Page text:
subhuti in mexico

Subhuti’s reflective journey through Mexico’s spiritual landscape highlights not only the country’s cultural richness but also an emerging hub for spreading the Dharma. Enabled by the generosity of FutureDharma donors, Subhuti was able to support the development of the Order in Mexico by helping Mexican Order Members and GFR Mitras go deeper in their understanding of the Order and its principles. In the blog below, written by Subhuti, he shares with us insights from his trip, including ancient Zapotec ruins and the vibrant Dia de Los Muertos rituals, his visions for the future of Buddhism, and celebrates the transformative impact of donor support in nurturing the growth of Triratna’s community in Latin America.


“We sat in a row at one end of a stone platform: Jnanadakini, Vidyachandra, Nagapriya, and myself. Opposite us, across the open square, was an impressively monumental sixteenth century church, built with materials looted from the ruins of the religious centre that the building symbolically suppressed. To one side, we could see those ruins, richly decorated with geometric patterns in stone, each unrepeated, creating a powerful sense of energy in movement. This was the main temple, spiritual heart of the Pre-Hispanic Zapotec culture that flourished in the Central Oaxaca Valley until the Spanish conquest, and was known as the yohopàe, “The House of the Vital Spirit”. The platform on which we sat was said to be the abode of the Lord and Lady of the Underworld or mictlán in Nahuatl (hence the name of the modern village of Mitla near which the ruins lie).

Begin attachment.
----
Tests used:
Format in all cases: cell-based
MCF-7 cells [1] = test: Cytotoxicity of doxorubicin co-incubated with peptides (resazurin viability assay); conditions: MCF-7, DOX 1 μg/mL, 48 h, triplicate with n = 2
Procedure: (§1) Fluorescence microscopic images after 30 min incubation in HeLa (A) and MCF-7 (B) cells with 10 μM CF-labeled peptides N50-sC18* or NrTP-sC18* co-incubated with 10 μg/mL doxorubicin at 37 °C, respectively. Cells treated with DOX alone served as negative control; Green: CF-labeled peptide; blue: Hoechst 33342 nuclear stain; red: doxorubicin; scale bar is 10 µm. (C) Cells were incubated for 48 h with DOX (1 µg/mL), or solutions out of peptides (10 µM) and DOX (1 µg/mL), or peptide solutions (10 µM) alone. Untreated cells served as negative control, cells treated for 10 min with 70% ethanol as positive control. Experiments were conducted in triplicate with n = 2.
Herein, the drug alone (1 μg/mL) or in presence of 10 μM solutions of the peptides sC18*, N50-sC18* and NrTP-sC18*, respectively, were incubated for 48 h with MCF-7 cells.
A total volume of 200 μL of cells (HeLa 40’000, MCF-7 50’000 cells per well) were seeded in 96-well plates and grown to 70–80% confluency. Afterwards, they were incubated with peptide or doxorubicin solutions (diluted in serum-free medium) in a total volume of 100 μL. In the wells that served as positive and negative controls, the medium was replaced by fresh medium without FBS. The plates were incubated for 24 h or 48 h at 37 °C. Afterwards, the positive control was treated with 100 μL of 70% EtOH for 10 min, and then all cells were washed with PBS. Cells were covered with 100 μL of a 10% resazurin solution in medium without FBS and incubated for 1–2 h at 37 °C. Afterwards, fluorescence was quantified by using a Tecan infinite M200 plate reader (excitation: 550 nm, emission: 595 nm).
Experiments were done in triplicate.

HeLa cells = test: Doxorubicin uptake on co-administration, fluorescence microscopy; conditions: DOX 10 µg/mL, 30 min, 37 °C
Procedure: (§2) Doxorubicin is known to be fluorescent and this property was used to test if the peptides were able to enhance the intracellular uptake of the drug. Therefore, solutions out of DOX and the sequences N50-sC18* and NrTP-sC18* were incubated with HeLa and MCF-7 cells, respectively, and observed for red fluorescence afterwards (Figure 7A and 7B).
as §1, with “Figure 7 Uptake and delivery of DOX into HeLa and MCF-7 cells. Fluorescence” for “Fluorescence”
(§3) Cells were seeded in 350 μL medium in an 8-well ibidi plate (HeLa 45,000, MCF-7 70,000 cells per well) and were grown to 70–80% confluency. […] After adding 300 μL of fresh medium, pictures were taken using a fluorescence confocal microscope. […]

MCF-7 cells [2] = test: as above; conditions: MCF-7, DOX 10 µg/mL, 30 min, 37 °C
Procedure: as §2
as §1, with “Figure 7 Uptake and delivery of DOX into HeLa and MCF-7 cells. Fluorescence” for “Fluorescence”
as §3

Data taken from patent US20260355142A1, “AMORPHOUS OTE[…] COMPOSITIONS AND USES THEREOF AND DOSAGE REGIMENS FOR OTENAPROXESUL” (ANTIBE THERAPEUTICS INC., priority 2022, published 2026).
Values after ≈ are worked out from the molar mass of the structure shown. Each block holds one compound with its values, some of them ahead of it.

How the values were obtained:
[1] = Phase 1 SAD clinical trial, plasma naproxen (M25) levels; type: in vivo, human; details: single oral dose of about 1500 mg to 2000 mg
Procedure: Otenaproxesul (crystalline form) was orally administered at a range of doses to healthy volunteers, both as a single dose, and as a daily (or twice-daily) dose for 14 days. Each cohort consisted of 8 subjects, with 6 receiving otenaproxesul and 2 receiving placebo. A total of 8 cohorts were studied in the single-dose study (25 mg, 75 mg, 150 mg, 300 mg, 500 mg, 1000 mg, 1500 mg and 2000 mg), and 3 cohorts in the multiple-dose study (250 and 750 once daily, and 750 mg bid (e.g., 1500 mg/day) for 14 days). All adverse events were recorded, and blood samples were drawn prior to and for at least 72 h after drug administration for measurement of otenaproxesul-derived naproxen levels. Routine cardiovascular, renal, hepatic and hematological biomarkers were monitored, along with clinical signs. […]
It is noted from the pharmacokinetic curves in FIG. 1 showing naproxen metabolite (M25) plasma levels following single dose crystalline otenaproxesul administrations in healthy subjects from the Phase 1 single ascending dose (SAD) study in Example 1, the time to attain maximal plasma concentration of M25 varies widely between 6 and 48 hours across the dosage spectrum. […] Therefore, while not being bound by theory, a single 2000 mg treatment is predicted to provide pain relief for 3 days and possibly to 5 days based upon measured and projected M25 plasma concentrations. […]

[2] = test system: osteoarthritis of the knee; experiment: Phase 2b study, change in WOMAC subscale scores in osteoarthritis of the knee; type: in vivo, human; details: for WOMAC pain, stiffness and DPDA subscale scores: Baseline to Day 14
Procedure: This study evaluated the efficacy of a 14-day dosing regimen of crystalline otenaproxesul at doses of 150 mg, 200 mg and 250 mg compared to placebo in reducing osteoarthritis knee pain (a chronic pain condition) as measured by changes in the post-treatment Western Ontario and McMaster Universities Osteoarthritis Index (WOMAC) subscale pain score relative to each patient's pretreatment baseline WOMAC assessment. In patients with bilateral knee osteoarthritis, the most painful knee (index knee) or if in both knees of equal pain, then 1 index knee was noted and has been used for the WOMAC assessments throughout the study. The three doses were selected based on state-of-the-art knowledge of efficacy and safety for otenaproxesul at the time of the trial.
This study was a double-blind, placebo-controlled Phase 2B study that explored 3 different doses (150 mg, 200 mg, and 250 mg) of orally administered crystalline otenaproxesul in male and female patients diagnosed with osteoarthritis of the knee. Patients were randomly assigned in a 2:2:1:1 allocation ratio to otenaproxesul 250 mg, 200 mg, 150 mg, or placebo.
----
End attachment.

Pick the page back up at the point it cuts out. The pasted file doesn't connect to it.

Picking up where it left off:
We sat in silence for a while, awed by the overwhelming significance of the site, then Jnanadakini, a Mexican Public Preceptor who is herself of Zapotec decent, led us in a reflection on the deep forces present in this sacred place, requesting its ancient gods to aid us in bringing the Dharma to this beautiful land.

We had already visited a Dominican convent in the heart of Oaxaca City and gained some inspiration from those dedicated Friars, who lived an exceptionally austere life, and were well studied and trained to preach the gospel. With their Franciscan brothers, they proselytised the whole of Mexico, swiftly supplanting its old religions within just decades of the Conquest. Though there is a darker side to what they wrought, nonetheless we could not but be challenged by their courage and vigour in service to their mission. What could we not do for the Dharma, which is far purer and more beneficent, if we had half their determination and faith? We couldn’t help look out for suitable sites for a Oaxaca Buddhist Centre and dreamed that our Order could summon up even greater vigour to transform Mexico.

For me, this has been a major theme of my visit: how can we be even more effective in spreading the Dharma here? Mexico seems unusually ripe for Triratna’s approach. It has had a stable democracy for many years (the next President will almost certainly be a woman of Jewish parentage), has a very open culture, where Christianity is very much on the defensive, and enjoys a significant degree of economic development. For these reasons, it is probably the best jumping off point for the rest of Latin America, albeit each of those countries has its own distinctive culture. There is no doubt that Latin America in general, and Mexico in particular, offer great opportunities for Triratna’s growth and I greatly support FutureDharma’s decision to give it a strategic emphasis.